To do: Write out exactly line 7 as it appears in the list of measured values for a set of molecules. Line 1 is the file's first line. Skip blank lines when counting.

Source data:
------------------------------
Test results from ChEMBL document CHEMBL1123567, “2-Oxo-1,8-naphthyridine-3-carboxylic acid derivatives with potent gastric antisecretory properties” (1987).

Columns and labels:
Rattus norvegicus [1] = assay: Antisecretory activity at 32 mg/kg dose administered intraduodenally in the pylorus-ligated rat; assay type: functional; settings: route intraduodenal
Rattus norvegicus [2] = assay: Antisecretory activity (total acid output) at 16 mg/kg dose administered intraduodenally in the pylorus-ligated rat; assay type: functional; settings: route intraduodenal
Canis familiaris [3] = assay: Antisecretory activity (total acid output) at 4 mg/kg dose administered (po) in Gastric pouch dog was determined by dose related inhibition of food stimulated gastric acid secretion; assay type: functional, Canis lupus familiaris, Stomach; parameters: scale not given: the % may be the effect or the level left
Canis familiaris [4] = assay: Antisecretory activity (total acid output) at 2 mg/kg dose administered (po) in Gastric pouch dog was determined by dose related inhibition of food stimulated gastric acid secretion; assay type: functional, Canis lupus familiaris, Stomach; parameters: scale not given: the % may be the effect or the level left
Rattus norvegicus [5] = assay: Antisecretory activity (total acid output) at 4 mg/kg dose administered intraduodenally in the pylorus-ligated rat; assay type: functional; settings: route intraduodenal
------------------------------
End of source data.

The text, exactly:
Rattus norvegicus [5] = assay: Antisecretory activity (total acid output) at 4 mg/kg dose administered intraduodenally in the pylorus-ligated rat; assay type: functional; settings: route intraduodenal